Once Neville is removed from Ellen while on holiday, he recovers a little more of his identity that wasn't consumed by being in the constant presence of Ellen. He is able to once again think rationally and enjoy his life, participating in a hunt when on holiday (91). However, after his injury he is confined to the home of Elmore. This leads him to dwell on Ellen, even to write to her, showing that he cannot fully seperate his identity from hers any longer. This is also evidenced in the fact that he visits her grave after she has been long dead, and he feels he must relate her narration to his fiance before he can marry her (85). This dependence is contrasted with Ellen's dependence on him, which is the opposite: Ellen doesn't depend on Neville for happiness, and his presence only postpones her inevitable suicide. She is completely isolated and no one can console her.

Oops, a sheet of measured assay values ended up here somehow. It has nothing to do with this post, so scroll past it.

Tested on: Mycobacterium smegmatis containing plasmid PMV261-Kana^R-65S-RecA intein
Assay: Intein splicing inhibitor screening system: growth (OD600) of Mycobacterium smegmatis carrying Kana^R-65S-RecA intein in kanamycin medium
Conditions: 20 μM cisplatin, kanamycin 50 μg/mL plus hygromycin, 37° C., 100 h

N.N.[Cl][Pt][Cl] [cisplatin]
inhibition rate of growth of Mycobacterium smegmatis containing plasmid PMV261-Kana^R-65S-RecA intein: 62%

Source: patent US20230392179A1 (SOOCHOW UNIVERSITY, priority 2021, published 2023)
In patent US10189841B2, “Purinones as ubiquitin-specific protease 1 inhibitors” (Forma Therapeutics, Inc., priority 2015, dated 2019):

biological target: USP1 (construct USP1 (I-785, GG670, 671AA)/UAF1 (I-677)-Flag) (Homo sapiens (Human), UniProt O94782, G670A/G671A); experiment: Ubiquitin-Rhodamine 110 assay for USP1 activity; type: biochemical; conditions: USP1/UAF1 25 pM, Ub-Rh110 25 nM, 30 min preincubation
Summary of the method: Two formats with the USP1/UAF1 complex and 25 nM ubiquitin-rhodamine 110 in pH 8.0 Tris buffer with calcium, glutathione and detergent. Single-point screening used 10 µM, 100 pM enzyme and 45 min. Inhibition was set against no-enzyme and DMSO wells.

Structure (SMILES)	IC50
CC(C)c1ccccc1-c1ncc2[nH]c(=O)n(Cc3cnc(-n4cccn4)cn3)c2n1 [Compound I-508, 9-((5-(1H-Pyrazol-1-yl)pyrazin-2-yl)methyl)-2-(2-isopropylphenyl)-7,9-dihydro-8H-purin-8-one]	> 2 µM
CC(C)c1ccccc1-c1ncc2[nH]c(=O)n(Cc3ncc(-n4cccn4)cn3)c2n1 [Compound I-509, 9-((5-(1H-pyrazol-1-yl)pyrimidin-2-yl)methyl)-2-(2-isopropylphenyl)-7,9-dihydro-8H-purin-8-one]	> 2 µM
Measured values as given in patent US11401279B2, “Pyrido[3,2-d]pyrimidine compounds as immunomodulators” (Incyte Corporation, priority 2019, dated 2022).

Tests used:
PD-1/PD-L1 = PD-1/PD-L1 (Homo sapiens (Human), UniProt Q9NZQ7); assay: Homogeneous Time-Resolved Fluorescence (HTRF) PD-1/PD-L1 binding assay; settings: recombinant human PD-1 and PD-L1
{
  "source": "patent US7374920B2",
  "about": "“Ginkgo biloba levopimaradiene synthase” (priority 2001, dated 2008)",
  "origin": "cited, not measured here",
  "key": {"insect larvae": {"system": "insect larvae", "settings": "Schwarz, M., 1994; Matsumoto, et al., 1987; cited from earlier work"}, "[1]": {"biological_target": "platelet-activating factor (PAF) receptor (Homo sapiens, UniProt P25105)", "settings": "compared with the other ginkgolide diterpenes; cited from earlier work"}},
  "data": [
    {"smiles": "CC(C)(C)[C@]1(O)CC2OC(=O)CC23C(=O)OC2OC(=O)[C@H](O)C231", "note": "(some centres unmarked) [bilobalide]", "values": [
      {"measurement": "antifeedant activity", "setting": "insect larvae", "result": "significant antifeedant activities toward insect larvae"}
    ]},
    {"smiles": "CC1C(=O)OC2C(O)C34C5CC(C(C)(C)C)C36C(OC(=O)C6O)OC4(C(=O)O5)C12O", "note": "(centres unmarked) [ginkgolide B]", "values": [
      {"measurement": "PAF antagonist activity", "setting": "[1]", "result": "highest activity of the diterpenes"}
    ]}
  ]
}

It is also important to examine the reason for Ellen's grief, and her identity before she meets Neville in the country. Ellen is in fact Clarice Eversheem, who is engaged to Elmore, the man Neville stays with while recouperating from his broken leg. While away with her father, Clarice and the people onboard the St. Mary wreck and the ship is consumed in flames. As the ship is going down, Clarice clings to her father and will not let him go without her to be saved, putting both their lives at risk. The captain calls to Clarice and tells her that she will be the death of her father, calling her "a parricide" (94). This haunts Clarice/Ellen til the day that she dies. Clarice watches as her father drowns and she realizes that she was in fact the cause of his death. The survivors whisper about her, making things worse, and she becomes a ghost in her own body, barely eating, barely speaking (94). Shelley uses this tale to show how immediate grief is, how overwhelming to the senses it can be. In a letter after Ellen's death, addressed to Neville, she tells him to inform Elmore about the loss of his beloved, stating "describe your poor Ellen to him, and he will speedily see that she died on the waves of the murderous Atlantic. Ellen had nothing in common with her, save love for, and interest in him." (98) It's as if Clarice had tied her identity to that of her father, much like Neville has tied himself to Ellen, and when Clarice's father perished, so did that particular identity. These dual identities show how Mary Shelley envisions grief and how it changes people. Grief, along with guilt in Clarice/Ellen's case, completely change who you are, transforming you into an emptier version of who you used to be. Here, isolation and identity go hand in hand. Ellen isolates herself to seperate herself from the guilt of her fathers death, and it is in that isolation that she is freed, through suicide, of the burden she bares. Conversly, it is in the isolation that Neville experiences that he further defines his identity through his friendship with Ellen, and once he is isolated from her through her death, he fully affirms his identity and mutates her into his own. That is why it is so important that Juliet, soon to become of one flesh with Neville, must know about the Ellen part of him, so that she can fully understand him as a human being.